The preeclampsia and the IUGR are associated with significant perinatal morbidity and mortality and the prevention of these entities remains as an important objective of the obstetric assistance.

Nevertheless, it is important to take into consideration that other studies have adopted different methodologies and Doppler examinations were performed at different gestational ages.

In this study we have prospectively evaluated the best period to perform the uterine artery Doppler for the prediction of pregnancy complications.



This study casuistic included 45 women in their first gestation, without a history of chronic, gestational or gynecologic diseases, assisted at the Department of Gynecology and Obstetrics Prenatal Ambulatory at the Hospital of Clinics of the "Faculdade de Medicina de Ribeirão Preto (HCFMRP) da Universidade de São Paulo" or at the Municipal Public Health Service of Ribeirão Preto, SP, and referred for ultrasonographic gestational assessment. This study was approved by the Committee of Ethics on Research of the HCFMRP. The examinations were performed after a previous explanation to the patients and signature of a term of free and conscious consent.

The determination of the gestational age was based on the date of the last menstruation and on transvaginal ultrasound performed at the first quarter of pregancy in the patient's unit of origin or by the researcher in the case of absence of a previous examination.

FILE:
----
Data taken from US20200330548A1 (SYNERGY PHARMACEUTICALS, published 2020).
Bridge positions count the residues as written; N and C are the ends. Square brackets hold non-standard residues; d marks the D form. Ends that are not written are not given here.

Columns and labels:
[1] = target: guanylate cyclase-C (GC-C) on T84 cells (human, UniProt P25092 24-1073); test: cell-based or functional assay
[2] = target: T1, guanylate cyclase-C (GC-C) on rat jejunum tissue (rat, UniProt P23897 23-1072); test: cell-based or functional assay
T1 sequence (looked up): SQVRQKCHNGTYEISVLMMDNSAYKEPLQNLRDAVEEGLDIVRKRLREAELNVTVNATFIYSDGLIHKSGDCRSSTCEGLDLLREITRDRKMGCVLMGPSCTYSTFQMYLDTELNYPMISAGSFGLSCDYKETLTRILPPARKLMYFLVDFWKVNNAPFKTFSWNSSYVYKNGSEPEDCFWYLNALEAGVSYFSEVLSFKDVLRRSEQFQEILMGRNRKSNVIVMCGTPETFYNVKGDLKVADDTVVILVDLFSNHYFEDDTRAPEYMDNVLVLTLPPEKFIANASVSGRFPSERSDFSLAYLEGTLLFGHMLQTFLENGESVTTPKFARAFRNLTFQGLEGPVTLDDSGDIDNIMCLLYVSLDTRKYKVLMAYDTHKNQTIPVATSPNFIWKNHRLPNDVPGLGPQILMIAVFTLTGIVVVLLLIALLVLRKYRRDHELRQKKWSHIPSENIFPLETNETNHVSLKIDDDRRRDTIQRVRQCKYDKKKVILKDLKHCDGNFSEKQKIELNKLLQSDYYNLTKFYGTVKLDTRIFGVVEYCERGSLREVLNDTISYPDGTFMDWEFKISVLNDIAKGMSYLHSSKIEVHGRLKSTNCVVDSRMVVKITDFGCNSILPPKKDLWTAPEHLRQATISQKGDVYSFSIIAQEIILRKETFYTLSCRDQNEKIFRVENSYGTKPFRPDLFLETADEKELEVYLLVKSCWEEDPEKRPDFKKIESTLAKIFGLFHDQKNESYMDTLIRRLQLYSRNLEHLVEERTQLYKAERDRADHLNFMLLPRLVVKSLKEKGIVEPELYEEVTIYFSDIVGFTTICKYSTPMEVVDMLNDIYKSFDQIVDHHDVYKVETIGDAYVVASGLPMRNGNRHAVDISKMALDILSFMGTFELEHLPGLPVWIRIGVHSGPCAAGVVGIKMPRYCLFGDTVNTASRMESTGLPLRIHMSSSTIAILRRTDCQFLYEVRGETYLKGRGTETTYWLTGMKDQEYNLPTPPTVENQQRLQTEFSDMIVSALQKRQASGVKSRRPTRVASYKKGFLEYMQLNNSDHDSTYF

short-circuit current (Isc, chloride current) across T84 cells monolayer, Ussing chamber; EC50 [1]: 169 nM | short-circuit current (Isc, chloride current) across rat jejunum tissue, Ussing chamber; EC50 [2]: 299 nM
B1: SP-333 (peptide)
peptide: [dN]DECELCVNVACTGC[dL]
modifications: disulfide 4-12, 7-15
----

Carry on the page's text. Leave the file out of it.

The patients kept undergoing the pre-natal follow-up at their respective units of origin till the end of the gestation. In cases of intercurrent events or upon request of the physician providing pre-natal care, the women were offered extra-protocol examinations. In cases of complicated pregancy, the patients were referred for follow-up at the Pathologic Pre-Natal Care Ambulatory of the HCFMRP Department of Gynecology and Obstetrics.

The exclusion criteria of this study were: the existence of chronic, gestational or gynecologic diseases, chronic use of medications, smoking, multiple gestations, presence of fetal malformations, miscarriage, non attendance to scheduled return consultations and labor in other hospitals.

Patients always were examined by the same observer, after (spontaneous) urination, in dorsal decubitus position, the table tilted at 45°. The equipment was an ATL (Advanced Technologies Laboratories, USA), model HDI 3000, coupled with a 2–5 MHz (wide band) convex transducer, with color Doppler and power Doppler; the filter was adjusted at 100 Hz.